This will depend to some extent on your personal brand (the image of yourself that you want to convey) and the topic. In general, your tone should be informative, engaging and approachable. Especially for “story/experience from the field” type posts, using a personal voice and being honest about your experiences will help readers to better relate to you.
A few notes:
- Avoid “techspeak” or tech jargon as much as possible
- Avoid authoritative statements (e.g. “Facebook is the best social media platform”), and instead speak from your experience (e.g. “We’ve had the best results in recruiting volunteers on Facebook compared to other social media sites”). Always be open to other possible approaches to solving a problem or dealing with the issue you are talking about, and offer your experience in that mindset.
- Using “I” or "you" is a nice way to add your personal voice into the blog. “We” can also be appropriate too if you’re writing from a company perspective and to clarify who you mean by “we” (e.g. “we at PeaceWorks Technology Solutions believe...”)
- Take a balanced approach to the topic being discussed; represent both sides of an argument (if applicable)
- It’s ok to be honest about pros/cons, and successes and failures! Technology is evolving so quickly that no product is perfect and no one figures everything out the first time. Your post will seem more authentic and trustworthy if you can be honest about the negative as well as the positive, in a respectful way.
We use Canadian English on our website (e.g., “organization” rather than “organisation”, and “neighbour” instead of “neighbor”), so please avoid using strictly UK or US English.
We use “nonprofit” (rather than “non-profit” or “not-for-profit”) and refer to ourselves as “TechSoup Canada” (rather than just “TechSoup”, or lowercase “Techsoup Canada”, etc.)
Remember to define acronyms the first time you use them!
Avoid links where the text is “here” or “click here”, as it’s bad for SEO and screen readers. Instead, use meaningful link text that reflects where the link goes, e.g. “on our website you can learn more about TechSoup Canada”.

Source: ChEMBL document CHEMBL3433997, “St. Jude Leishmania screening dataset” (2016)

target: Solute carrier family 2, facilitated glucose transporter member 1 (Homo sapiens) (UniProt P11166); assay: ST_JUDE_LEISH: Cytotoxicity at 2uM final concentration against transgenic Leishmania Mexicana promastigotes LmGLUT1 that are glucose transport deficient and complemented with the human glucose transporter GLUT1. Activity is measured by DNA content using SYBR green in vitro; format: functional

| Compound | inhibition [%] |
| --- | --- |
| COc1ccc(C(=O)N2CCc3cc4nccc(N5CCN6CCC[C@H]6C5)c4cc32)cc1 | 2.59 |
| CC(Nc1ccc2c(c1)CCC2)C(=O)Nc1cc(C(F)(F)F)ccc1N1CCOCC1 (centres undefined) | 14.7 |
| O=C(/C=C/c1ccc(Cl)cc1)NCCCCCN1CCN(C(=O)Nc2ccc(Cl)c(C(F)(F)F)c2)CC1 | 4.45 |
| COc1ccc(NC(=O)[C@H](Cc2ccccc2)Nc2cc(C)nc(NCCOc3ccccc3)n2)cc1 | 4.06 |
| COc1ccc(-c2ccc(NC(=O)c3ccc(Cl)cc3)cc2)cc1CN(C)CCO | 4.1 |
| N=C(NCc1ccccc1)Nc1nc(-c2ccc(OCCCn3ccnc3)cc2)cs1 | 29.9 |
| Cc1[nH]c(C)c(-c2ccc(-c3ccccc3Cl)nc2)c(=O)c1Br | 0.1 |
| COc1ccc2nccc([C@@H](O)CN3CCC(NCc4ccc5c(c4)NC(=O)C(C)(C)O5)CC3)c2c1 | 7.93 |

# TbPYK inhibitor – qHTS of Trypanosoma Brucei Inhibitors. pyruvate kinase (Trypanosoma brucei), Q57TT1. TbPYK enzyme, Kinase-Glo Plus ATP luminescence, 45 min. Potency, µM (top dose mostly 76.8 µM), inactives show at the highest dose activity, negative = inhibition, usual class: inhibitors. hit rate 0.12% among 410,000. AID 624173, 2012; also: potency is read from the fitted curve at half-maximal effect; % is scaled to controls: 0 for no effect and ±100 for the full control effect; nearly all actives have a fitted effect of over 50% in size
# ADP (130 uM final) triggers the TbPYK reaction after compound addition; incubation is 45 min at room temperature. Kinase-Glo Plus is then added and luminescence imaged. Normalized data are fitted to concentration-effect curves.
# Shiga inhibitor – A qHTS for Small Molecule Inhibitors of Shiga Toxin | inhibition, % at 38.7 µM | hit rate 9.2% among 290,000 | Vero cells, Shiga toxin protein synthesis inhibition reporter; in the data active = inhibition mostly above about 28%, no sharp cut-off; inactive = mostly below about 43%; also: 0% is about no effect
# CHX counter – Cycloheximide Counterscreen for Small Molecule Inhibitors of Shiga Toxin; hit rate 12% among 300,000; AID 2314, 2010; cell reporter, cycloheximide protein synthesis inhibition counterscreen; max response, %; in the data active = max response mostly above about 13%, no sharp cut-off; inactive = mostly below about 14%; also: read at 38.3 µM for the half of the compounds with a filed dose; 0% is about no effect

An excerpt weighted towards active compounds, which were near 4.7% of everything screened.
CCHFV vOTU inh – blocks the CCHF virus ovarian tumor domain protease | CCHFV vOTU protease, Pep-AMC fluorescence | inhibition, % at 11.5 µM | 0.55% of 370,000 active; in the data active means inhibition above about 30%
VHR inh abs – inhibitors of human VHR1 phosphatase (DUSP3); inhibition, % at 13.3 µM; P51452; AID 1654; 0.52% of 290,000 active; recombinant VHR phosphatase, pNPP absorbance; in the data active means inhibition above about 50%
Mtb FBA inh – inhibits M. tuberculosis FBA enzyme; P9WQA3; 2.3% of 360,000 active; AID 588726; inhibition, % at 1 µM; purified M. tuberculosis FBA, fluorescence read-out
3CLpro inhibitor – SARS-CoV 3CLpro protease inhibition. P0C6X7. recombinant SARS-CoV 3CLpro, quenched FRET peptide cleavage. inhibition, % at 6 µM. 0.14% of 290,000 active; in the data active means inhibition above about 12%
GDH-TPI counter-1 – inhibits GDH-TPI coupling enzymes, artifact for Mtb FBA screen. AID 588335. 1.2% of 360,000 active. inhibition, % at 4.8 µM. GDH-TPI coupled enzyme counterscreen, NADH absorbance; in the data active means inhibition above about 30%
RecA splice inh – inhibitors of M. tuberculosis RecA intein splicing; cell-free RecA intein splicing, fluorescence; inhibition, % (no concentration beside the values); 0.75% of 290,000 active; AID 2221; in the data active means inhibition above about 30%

The first time you mention a product that is in the TechSoup Canada donations program, link the name of the product to the product page.
If you are discussing a topic on which we have an existing article, blog post or set of content, link to it. (If you’re not sure, we can let you know and check with you that it’s ok to link to it)
All of our blogs have accompanying header images that must adhere to the following criteria:
- Header images are 1108 pixels x 430 pixels
- Must not include text -- your blog title will be overlaid on the blog image
- If it’s a stock photo, choose ones with strong focal points, bright colours, and relevant to your post
- If it’s an illustration, choose ones that are flat in style, and are relevant to your post
This will liven up the blog and make your post more appealing when shared on social media.
If you’d like us to create an original header for you, let us know if you have a design preference or if you’re willing to leave it up to our artistic discretion :)
If you have your own image, please specify the image source so we can include a credit. Also include ALT text (a short text description of the image for screen readers).
If you have other media that is relevant to the blog post, share the link so we can add it in the blog post. Examples include videos, documents, etc.
We plan and schedule our content months in advance. As such, we ask all of our guest authors to provide a draft of their blog post at least one week before the publishing date, to allow time for edits and feedback.
Depending on your draft, we may decide to work with you to fine tune the article before we can publish on our website. This process can take anywhere from 1-2 days to 1-2 weeks (depending on the quality of the first draft).
You are welcome to submit blog posts that have already been published elsewhere. We only ask that you take the time to edit them to ensure they’re in-line with our guidelines.
All of our guest bloggers have volunteered their time to contribute to the blog - so thank you!